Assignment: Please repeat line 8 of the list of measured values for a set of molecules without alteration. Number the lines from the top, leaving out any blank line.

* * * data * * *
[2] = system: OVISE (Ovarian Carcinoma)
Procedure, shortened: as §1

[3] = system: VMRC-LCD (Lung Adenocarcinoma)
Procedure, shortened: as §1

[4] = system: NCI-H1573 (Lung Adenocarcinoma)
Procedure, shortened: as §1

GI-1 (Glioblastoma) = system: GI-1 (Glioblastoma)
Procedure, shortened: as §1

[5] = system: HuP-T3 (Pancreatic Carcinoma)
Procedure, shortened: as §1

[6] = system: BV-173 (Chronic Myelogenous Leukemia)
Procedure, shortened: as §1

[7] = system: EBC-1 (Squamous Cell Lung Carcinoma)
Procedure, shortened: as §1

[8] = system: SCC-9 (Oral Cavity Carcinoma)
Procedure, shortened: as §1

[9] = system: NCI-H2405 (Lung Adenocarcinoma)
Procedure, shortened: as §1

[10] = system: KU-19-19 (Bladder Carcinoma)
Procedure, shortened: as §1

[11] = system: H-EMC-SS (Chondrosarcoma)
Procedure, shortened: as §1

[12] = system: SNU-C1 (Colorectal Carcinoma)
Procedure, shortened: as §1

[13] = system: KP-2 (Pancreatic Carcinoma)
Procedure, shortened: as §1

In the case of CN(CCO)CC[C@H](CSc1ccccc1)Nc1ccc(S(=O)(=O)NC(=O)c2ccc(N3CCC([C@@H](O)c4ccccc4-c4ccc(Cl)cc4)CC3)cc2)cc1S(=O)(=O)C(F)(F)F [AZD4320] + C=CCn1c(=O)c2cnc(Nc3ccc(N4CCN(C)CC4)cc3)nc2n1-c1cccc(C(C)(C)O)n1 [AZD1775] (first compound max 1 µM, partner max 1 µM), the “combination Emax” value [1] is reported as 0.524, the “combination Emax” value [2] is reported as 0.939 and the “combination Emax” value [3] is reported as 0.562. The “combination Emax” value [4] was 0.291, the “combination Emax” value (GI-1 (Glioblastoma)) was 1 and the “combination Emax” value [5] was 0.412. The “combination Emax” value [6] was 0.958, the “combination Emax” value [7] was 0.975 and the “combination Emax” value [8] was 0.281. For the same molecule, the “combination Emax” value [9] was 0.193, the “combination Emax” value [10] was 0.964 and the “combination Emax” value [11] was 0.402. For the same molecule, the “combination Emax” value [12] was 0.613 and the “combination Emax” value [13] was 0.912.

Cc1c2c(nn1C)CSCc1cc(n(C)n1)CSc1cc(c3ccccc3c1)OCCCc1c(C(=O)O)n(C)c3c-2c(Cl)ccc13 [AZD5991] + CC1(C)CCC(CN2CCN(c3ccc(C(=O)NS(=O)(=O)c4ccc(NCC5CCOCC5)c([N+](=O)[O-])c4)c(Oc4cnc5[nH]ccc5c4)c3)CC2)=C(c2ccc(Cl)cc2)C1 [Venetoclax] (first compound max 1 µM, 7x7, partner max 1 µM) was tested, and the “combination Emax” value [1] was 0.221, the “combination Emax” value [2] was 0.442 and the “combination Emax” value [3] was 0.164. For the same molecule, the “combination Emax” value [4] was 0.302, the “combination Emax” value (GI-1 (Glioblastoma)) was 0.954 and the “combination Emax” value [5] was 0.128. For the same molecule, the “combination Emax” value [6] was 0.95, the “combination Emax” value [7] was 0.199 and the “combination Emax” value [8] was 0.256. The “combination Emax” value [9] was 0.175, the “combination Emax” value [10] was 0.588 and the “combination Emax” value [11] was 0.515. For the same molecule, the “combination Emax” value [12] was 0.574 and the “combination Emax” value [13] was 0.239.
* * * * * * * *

Procedure, shortened: as §1